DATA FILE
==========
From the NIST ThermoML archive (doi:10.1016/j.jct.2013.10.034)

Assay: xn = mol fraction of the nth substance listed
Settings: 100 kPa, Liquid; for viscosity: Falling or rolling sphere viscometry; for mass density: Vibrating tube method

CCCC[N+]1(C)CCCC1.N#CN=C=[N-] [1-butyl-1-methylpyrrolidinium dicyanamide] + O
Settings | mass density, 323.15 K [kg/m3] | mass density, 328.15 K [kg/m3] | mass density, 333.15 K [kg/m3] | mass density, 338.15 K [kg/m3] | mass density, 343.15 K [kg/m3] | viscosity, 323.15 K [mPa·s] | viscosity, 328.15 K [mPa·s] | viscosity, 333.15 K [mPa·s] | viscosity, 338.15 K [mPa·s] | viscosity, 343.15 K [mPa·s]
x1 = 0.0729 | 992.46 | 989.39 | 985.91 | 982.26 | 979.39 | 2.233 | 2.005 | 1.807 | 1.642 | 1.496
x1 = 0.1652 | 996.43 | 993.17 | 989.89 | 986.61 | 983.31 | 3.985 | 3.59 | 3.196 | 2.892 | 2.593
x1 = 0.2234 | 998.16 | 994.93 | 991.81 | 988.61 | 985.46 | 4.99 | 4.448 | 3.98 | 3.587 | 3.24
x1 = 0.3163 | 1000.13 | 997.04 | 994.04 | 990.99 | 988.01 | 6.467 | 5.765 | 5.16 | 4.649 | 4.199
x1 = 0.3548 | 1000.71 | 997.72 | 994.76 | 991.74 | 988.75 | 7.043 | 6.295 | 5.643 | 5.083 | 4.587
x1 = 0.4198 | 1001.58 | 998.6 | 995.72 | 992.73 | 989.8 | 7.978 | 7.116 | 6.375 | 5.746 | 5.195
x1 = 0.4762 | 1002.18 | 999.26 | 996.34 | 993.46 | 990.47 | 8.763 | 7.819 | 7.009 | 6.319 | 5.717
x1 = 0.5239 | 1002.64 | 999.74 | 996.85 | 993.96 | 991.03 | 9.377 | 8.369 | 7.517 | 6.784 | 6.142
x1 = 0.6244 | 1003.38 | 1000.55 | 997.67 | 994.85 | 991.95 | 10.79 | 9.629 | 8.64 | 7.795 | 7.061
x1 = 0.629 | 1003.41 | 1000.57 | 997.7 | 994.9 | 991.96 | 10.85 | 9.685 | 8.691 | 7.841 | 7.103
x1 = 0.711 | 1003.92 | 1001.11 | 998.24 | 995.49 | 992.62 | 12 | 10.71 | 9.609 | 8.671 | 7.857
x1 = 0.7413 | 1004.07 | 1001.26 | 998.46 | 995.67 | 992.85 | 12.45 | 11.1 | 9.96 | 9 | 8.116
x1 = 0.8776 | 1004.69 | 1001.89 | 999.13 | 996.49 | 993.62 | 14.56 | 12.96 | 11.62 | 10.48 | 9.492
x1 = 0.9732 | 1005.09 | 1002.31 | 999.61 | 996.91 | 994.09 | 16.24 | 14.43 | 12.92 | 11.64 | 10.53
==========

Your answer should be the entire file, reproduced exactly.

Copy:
From the NIST ThermoML archive (doi:10.1016/j.jct.2013.10.034)

Assay: xn = mol fraction of the nth substance listed
Settings: 100 kPa, Liquid; for viscosity: Falling or rolling sphere viscometry; for mass density: Vibrating tube method

CCCC[N+]1(C)CCCC1.N#CN=C=[N-] [1-butyl-1-methylpyrrolidinium dicyanamide] + O
Settings | mass density, 323.15 K [kg/m3] | mass density, 328.15 K [kg/m3] | mass density, 333.15 K [kg/m3] | mass density, 338.15 K [kg/m3] | mass density, 343.15 K [kg/m3] | viscosity, 323.15 K [mPa·s] | viscosity, 328.15 K [mPa·s] | viscosity, 333.15 K [mPa·s] | viscosity, 338.15 K [mPa·s] | viscosity, 343.15 K [mPa·s]
x1 = 0.0729 | 992.46 | 989.39 | 985.91 | 982.26 | 979.39 | 2.233 | 2.005 | 1.807 | 1.642 | 1.496
x1 = 0.1652 | 996.43 | 993.17 | 989.89 | 986.61 | 983.31 | 3.985 | 3.59 | 3.196 | 2.892 | 2.593
x1 = 0.2234 | 998.16 | 994.93 | 991.81 | 988.61 | 985.46 | 4.99 | 4.448 | 3.98 | 3.587 | 3.24
x1 = 0.3163 | 1000.13 | 997.04 | 994.04 | 990.99 | 988.01 | 6.467 | 5.765 | 5.16 | 4.649 | 4.199
x1 = 0.3548 | 1000.71 | 997.72 | 994.76 | 991.74 | 988.75 | 7.043 | 6.295 | 5.643 | 5.083 | 4.587
x1 = 0.4198 | 1001.58 | 998.6 | 995.72 | 992.73 | 989.8 | 7.978 | 7.116 | 6.375 | 5.746 | 5.195
x1 = 0.4762 | 1002.18 | 999.26 | 996.34 | 993.46 | 990.47 | 8.763 | 7.819 | 7.009 | 6.319 | 5.717
x1 = 0.5239 | 1002.64 | 999.74 | 996.85 | 993.96 | 991.03 | 9.377 | 8.369 | 7.517 | 6.784 | 6.142
x1 = 0.6244 | 1003.38 | 1000.55 | 997.67 | 994.85 | 991.95 | 10.79 | 9.629 | 8.64 | 7.795 | 7.061
x1 = 0.629 | 1003.41 | 1000.57 | 997.7 | 994.9 | 991.96 | 10.85 | 9.685 | 8.691 | 7.841 | 7.103
x1 = 0.711 | 1003.92 | 1001.11 | 998.24 | 995.49 | 992.62 | 12 | 10.71 | 9.609 | 8.671 | 7.857
x1 = 0.7413 | 1004.07 | 1001.26 | 998.46 | 995.67 | 992.85 | 12.45 | 11.1 | 9.96 | 9 | 8.116
x1 = 0.8776 | 1004.69 | 1001.89 | 999.13 | 996.49 | 993.62 | 14.56 | 12.96 | 11.62 | 10.48 | 9.492
x1 = 0.9732 | 1005.09 | 1002.31 | 999.61 | 996.91 | 994.09 | 16.24 | 14.43 | 12.92 | 11.64 | 10.53